Now they’ve gone and done it! The tech that’s been the subject of a lot of our editorial this year on Slowtwitch – tubeless road wheels with hookless beads – has officially and fully jumped to the tri/tt world. Zipp announced today its 808 and 858 and the wheels are not the only thing that’s interesting. Also, the methodology of the testing to prove out these wheels, and the results that flow therefrom.
Here is what Zipp says about this wheel: “28mm tire is the optimum tire width to achieve lowest rolling resistance, and best aerodynamic performance.” That’s worth 300 posts on our Reader Forum according to my calculus. This is going to be a hotly contested statement. Both parts: the aerodynamics and the rolling resistance. I’m going to leave this here, for now, because I have a follow-up piece just on this.
Before you post your first facepalming rebuttal on our Forum, consider the testing protocol. It’s not wind tunnel and it’s not a drum calculating Crr. It’s field testing. If you can wrangle the accuracy and precision down you’ll get the best result, because field testing is real-world and it incorporates every source of drag simultaneously. Aero sensors offer the promise of a valid field test and this is what Zipp did for these new wheels.
There is one additional methodology used. Zipp owns a Rolling Road. The closest thing to this that I’ve seen is a treadmill for skiing, which I’ve seen at industry trade shows. A Rolling Road is a very large treadmill for bikes, and Zipp uses this for rolling resistance. More on this in a follow-up piece.
Zipp says that the new 808 is 1 watt more efficient than the prior 808, and that's about the least you get. The improvements increase from there, versus prior versions of these wheels. Note the graph above, and how the increases in power savings are not just with a 28mm tire slapped on the old wheel, but with the old wheel tested with its optimized tire (25mm) and the new wheel with its optimized tire (28mm).
Even a 30mm is pretty darned good, and for those of you who haven't had the chance to turn your bike into a Coup de Ville with these balloon tires, we who've been riding them since our Clement Campeon Del Mundos going back to the 1970s have enjoyed tires like these for a couple of generations, without the speed penalty many or most assumed was the case for these tire widths.
The most recent 808 Firecrest prior to today’s launch weight 1917g per pair. A pair of the new edition wheels weigh 1635g, and if you don’t want to do the math in your head the difference is 282g. Similarly the 858 NSW did weigh 1773g for the pair and the new versions weigh 1499g. This weight shaving of 274g brings an 80mm+ deep wheel under 1,500g per pair and that’s very rarely found in nature.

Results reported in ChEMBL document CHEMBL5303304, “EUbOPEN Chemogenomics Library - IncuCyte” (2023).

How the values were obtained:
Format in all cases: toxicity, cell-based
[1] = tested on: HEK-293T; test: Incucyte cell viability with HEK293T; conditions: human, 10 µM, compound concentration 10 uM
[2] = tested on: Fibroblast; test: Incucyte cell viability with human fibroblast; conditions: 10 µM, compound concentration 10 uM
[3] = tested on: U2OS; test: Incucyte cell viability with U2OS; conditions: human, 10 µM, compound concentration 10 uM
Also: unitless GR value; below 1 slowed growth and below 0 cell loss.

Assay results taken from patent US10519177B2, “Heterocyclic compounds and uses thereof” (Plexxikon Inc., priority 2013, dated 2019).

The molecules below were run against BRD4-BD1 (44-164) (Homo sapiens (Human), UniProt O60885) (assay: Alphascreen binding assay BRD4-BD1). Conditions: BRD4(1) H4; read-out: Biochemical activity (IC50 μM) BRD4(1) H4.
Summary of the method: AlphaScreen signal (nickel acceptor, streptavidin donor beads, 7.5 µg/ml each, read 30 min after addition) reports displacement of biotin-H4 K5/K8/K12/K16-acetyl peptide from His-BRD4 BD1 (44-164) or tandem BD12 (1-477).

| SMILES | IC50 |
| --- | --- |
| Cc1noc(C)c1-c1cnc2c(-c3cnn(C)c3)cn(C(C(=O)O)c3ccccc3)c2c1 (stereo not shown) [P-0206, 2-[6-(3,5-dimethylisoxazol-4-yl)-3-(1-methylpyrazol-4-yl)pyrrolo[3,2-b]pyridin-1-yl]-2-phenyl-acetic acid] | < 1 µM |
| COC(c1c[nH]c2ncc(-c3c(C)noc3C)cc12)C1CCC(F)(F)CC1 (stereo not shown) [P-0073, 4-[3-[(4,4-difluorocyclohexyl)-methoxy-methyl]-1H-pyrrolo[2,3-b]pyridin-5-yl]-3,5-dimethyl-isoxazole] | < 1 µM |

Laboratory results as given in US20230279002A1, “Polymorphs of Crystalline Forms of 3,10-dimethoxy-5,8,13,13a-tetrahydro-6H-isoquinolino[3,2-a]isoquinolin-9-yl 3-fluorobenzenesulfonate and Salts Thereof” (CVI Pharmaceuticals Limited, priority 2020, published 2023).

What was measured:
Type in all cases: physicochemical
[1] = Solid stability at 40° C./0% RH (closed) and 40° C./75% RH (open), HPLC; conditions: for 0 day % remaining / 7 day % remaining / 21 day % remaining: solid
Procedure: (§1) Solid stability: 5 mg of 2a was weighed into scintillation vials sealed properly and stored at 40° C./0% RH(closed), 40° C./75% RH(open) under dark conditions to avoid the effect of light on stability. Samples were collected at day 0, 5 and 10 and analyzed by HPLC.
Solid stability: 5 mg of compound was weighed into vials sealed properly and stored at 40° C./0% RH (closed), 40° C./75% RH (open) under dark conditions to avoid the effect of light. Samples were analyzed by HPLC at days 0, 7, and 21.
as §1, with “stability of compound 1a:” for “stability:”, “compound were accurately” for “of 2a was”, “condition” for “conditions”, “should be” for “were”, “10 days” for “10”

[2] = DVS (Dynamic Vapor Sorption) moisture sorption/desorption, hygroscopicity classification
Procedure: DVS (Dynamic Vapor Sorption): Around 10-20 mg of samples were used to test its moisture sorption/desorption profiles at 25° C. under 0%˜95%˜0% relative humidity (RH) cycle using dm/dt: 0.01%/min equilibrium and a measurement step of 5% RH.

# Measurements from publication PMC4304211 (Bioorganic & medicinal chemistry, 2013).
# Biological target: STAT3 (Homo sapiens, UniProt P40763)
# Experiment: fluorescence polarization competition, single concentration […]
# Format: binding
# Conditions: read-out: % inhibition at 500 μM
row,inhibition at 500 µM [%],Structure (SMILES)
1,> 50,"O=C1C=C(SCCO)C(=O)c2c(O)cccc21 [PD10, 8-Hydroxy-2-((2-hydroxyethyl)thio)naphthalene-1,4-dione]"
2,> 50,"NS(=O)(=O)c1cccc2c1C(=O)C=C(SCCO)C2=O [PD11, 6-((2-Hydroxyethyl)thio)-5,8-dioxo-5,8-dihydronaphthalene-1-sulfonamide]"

The 2023 model year 808 Firecrest sells for $2,300 a pair: $1125 front and $1175 rear. The 2023 model year 858NSW sells for $4,400 a pair.
The list of available tires for these wheels are found in 2 places: We maintain a global list of hookless wheel and tire compatability; and Zipp maintains its own list of tires compatible with its hookless wheels.
If you look at the chart below you’ll see the recommended pressures for these wheels when ridden with various tires. Note that these wheels have a 23mm internal bead width – quite wide, in keeping with the typical widths these days on hookless wheels – and for that bead width a 25mm tire is the narrowest you can use, per the ETRTO. If you’re just stuck on riding a 25mm tire, Zipp’s data notwithstanding, note that you run into a problem when the rider meets or exceeds 200lb. The optimal pressure for the fastest ride for that rider on a 25mm tire exceeds 5 bar, which is the ETRTO’s max pressure for hookless. That’s a pretty arbitrary number and certain wheel brands – ENVE notably – doesn’t consider 5 bar a hard stop. But Zipp does.
What you’ll see in the chart above is that a 200lb rider will not be able to put enough pressure in a 25mm tire to hit optimal performance. What we say here on Slowtwitch is that hookless may well be a superior tech for tubeless road, but at 28mm tires and larger. This, until the ETRTO agrees – and perhaps the tech evolves – so that 25mm tires are safely used with this tech at pressures above 5 bar.
However, there are two competing narratives here. The width of tires for which tubeless in general, and hookless in particular, is the optimal tech has been dropping (from 55mm to 40mm to 35mm to 32mm and now, arguably, to 28mm). Meanwhile, the optimal road tire width has been increasing (from 19mm to 21mm to 23mm to 25mm and, arguably, to 28mm). Accordingly, it may well be that hookless doesn’t need to work at pressures above 5 bar.
More on the new Zipp 858 NSW and 808 Firecrest wheels here.